Cold Calling and the Socratic Method in Law School


One of the things that I was most nervous about before entering law school was being cold called in class. I had heard horror stories of students crying or embarrassing themselves in front of their classmates and I was terrified that something like that would happen to me. As I have said before - public speaking terrifies me (well, it used to at least). Let me ease your nerves- the Socratic method (cold calling) is really not that bad. 

One of the reasons you always have to come to class prepared and actually do the reading in law school is because of the chance that you might be called on. In college, I was never called on without raising my hand. I could go the entire year without speaking up in class and still get an A. That is why I was especially nervous to be called on in law school. With that being said, all teachers call on students a little differently. 

What You Will Be Asked
Typically, you will be asked details about specific cases and concepts. Many times professors with say "tell me the facts of the case" or "brief the case for the class." Other times they may ask you about practice problems in the book or how certain concepts apply to different scenarios. 

If you did the reading and read carefully, most of the time the questions are straightforward. Other times, you may be required to think on your feet but professors are often eager to help you find the answers.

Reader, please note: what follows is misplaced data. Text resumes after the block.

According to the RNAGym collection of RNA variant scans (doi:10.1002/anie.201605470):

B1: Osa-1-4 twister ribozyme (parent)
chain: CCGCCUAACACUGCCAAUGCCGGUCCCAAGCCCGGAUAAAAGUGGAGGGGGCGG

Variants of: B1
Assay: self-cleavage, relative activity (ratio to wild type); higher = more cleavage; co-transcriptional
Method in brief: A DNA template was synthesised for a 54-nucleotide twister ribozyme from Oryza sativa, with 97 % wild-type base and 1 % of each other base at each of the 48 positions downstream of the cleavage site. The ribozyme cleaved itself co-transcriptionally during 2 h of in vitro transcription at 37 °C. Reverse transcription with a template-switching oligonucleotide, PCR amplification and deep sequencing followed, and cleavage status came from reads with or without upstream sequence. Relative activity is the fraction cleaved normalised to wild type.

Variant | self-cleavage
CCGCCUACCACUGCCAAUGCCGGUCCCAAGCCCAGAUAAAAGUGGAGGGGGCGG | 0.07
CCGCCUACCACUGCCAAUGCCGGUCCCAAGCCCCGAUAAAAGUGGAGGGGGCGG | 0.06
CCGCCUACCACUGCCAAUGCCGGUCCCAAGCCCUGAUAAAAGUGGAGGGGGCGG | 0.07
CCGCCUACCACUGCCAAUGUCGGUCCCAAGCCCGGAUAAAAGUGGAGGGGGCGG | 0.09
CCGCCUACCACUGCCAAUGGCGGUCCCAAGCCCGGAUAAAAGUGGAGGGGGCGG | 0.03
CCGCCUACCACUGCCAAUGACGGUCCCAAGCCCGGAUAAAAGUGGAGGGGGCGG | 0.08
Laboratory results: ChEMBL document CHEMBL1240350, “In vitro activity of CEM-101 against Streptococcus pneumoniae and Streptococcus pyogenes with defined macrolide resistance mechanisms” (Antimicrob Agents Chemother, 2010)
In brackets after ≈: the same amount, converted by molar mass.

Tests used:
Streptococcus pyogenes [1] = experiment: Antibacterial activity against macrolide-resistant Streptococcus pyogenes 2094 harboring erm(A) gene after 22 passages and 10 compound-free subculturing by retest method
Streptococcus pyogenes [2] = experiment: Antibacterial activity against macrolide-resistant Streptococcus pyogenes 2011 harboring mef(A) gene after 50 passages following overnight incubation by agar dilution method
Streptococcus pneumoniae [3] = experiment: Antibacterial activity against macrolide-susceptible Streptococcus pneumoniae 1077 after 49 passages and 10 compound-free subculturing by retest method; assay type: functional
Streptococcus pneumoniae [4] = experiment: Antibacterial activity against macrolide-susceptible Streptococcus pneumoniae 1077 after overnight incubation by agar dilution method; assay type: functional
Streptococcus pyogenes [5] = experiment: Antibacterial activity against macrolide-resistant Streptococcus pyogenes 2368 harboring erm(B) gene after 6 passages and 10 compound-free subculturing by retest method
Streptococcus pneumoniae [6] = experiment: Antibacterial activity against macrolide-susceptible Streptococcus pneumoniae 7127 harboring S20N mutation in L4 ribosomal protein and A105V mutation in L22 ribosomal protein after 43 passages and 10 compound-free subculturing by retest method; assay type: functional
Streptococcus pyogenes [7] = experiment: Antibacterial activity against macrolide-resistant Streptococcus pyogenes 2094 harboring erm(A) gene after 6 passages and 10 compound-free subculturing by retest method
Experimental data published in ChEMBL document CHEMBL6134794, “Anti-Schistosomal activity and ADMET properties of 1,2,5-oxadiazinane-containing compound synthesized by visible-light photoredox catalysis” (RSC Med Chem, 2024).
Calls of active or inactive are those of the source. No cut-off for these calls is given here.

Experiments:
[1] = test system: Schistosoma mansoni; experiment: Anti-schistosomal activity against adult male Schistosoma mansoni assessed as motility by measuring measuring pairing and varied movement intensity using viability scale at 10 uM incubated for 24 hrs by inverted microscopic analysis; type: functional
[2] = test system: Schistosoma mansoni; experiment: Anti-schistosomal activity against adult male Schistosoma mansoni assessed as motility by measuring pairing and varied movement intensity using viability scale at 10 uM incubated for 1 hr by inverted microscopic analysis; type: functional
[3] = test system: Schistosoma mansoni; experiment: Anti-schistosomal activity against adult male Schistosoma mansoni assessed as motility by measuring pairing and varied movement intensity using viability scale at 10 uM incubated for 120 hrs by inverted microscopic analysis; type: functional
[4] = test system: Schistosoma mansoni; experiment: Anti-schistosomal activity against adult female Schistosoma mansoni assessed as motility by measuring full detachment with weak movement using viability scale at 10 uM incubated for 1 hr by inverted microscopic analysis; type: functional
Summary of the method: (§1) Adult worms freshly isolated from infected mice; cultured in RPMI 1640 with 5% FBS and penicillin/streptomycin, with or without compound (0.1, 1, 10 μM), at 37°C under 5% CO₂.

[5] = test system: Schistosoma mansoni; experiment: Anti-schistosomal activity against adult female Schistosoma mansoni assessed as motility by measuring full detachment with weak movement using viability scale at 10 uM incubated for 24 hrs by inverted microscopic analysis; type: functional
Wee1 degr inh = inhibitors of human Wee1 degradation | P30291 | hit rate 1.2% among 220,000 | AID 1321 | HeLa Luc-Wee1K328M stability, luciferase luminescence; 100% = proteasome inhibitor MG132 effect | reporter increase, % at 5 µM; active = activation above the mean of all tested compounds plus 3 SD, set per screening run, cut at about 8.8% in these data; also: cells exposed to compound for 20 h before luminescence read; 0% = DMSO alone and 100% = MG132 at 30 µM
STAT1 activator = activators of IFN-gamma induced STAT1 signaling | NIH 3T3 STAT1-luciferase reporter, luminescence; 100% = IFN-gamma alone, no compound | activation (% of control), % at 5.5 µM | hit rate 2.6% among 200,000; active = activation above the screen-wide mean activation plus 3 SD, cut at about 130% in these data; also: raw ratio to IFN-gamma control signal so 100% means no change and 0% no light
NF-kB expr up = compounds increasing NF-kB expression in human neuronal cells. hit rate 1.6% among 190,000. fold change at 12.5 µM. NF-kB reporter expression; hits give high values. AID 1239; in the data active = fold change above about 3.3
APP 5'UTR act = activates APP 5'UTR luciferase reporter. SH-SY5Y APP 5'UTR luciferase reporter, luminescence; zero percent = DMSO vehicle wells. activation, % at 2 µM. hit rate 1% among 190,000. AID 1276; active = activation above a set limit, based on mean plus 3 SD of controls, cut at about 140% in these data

Here are some examples of things that I was asked:
"Tell us about this case."
"Do you agree with the decision of the case?"
"How is this case different than other cases that we have read?"
"Is this something that most jurisdictions follow?"
"Describe the main elements of this test."
"How/When is this test applied?"
"What was the plaintiff/defendant arguing in this case?"
"What was the outcome of this case and the courts analysis"



My Experience Every professor in your core classes will call on students every class. I had a professor my 1L year that would go down an alphabetical list of students and ask each student one question. This was by far the easiest of them all. Not only could you prepare for when you were being called on, but you had to answer one question and then you were off the hook. 

Another professor would go down the rows of a seating chart - again, it was easy to tell when you were going to get called on. Despite this, he would call on students for the entire class period (which included multiple cases and concepts). Even if you were struggling to answer the questions, you still had to continue to answer the questions for the remainder of class. It seems a little harsh, but after awhile you become more comfortable and it's really not that bad. 

I also had professors that would randomly call on students so you would never really know when you were going to go. For me, this was the scariest part because I would always get called on when I was least expecting it, or not entirely prepared (somehow the professors knew). 

Each semester I got called on about 3 times per class (sometimes more, sometimes less). Of course, your classes may be a little different. Just remember that everyone is stressing it just as much as you are and even if you don't do well, everyone forgets about it the next day. Also, because your final is worth all or most of your grade, you likely will not be graded on how well your cold call goes.

Just take a deep breath and I promise you will get through it. On a positive note, it really helped me with my public speaking skills and thinking on my feet. I can now say I am more comfortable than ever with being called on in class. 



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